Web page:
Carved from our past 64 years of the Virginia Highlands Festival The Virginia Highlands Festival celebrates its sixtyfourth years of continuing with the dreams of Robert Porterfield who in 1948 held the first festival on the front porch of the Martha Washington Inn. His purpose was to preserve and celebrate the cultural heritage of this area. This year the Virginia Highlands Festival will be held from July 28th until August 12th, with the Antiques Market limited to July 28th until August 5th. The Festival has grown into a regional festival representing all of Southwest Virginia. Now, it not only preserves the arts, crafts and skills that developed in this region, but also imports talented artist and performers from all over the USA and the world for the enjoyment of area residents and visitors. This year’s festival theme is “Carved From Our Past” and is dedicated in the memory of Mary Porterfield, Robert’s wife, who passed away this year. Our signature artist John Dickens, who carved his Mary Dudley art to depict Robert Porterfield Porterfield said, “Bob started the festival, Cameo but it was Mary who kept it going”. On the Saturdays of the festival come meet John Dickens and see the signature art before it is moved, on loan, to the Barter Theatre. Even though the Festival doesn’t officially begin until 10:00 A.M. on July 28th, there are a couple of events that occur earlier. The Fine Arts committee will present a Fine Arts workshop in water coloring at the Christ the King Catholic Church Community Room from Tuesday through Saturday, July 24-28, 9:00 AM to 4:00 PM, as well as the Fine Arts reception, July 27th at 7:00 PM, at the Arts Depot. Also the popular Antique Market Early Bird Show, on July 28th from 8:00 A.M. until 10:00 A.M. beside the SWVA Higher Ed Center, for those antique shoppers who want to get the first jump on antique shopping. The festival will officially open at 10:00 AM on July 28th at both the Antiques Market and the Arts and Crafts on Remsburg Drive and will culminate with the popular street party at 8:00 PM on July 28th at Depot Square with the introduction of LEGGZ, a retro band from Roanoke, who perform favorite music from today’s hits to Motown and Classic rock. They have opened concerts to rave reviews for such well-known acts as Bon Jovi, Robert Cray and the Doobie Brothers. The Juried Arts and Crafts Show will be held July 28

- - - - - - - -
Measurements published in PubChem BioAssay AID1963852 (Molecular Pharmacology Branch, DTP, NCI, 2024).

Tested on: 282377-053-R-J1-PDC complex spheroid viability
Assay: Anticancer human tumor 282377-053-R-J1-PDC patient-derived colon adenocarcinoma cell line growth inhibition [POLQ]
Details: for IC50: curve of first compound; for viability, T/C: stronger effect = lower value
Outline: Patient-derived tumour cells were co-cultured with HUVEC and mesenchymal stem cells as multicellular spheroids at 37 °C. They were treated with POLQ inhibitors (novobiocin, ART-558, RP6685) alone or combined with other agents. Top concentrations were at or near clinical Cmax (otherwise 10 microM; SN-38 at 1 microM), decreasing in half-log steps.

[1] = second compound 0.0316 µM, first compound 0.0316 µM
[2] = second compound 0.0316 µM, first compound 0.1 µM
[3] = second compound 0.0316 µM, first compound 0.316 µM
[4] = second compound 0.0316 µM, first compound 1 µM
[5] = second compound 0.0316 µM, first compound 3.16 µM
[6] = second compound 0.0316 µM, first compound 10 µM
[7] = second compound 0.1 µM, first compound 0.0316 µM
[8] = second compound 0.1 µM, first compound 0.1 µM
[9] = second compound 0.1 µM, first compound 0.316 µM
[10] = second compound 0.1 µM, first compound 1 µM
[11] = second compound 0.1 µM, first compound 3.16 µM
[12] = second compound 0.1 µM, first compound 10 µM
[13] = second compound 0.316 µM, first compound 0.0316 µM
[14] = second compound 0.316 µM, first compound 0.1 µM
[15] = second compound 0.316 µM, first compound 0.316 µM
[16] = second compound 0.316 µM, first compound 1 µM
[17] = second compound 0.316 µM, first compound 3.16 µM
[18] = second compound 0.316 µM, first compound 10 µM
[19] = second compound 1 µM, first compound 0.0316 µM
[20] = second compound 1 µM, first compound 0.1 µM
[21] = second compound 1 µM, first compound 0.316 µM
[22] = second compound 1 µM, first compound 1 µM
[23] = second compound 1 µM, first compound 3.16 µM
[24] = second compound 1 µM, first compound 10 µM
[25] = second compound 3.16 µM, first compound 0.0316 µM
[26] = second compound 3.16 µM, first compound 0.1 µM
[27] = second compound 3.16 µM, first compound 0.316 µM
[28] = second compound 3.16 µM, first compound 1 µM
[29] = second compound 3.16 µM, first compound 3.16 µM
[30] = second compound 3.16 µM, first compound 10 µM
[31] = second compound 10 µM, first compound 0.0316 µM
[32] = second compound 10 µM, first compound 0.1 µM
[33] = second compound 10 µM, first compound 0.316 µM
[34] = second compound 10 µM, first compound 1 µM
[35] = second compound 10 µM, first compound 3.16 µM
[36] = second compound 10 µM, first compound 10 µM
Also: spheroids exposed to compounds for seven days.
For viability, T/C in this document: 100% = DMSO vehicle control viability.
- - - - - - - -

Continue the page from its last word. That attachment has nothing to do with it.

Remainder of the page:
July 2012

through August 12, 2012, along Remsburg Drive starting at the Abingdon Market Pavilion. Visit the many professional crafts people who show, demonstrate and sell their wares. Arvil Bird

Music is a mainstay of the Festival and this year is no exception. The ‘Soul Folk Revival’ will be featured on Sunday, July 29th at the Abingdon Market Pavilion. On the Barter Stage, July 29th at 7:30 PM, will be Richard Leigh, songwriter of many tunes, most notable are “Don’t It Make My Brown Eyes Blue ” and “The Greatest Man I Never Knew”. Richard started college at Va. Highlands Community College and says “If it wasn’t for Abingdon, there’d been no “Don’t It Make My Brown Eyes Blue”. Celtic weekend, be on Aug 4th and 5th, will feature the “Maidens IV” a wholehearted and full of life, high-action Celtic & Folk music group who mix hints of Rock, World and the flavor of Gypsy Jazz will perform both days. Arvel Bird a Celtic, Contemporary, Native American/Scotsman has been dubbed worldwide as “Lord of the Strings” will also perform on Aug 4th and 5thThe Festival will end with the popular Phantom Street Dance and of course Monroe Jameson’s Blue Grass Festival. On Aug 5th at 7:30 PM, at the Barter Theatre, the Performing Arts will present the charming Faye Lane’s “Beauty Shop Stories” glittered-up memories of a Green Bean Queen in bedazzling story and songs of the beauty shop her mother owned and where Faye grew up. On Aug 6th at 7:30 Robert Post will perform at the Barter. Robert is a brilliant physical comedian with a stunning theatrical mind. Combine a quart of dry humor with three tablespoons of expert mime, versatile acting, and skilled juggling; add a keen sense of satire and the absurd, and you’ve got Post Comedy Theatre. Discover those special, hard-to-find Antique items at this 45,000-square-foot Market, daily from July 28th till Aug 5th. For many people, it’s the centerpiece of the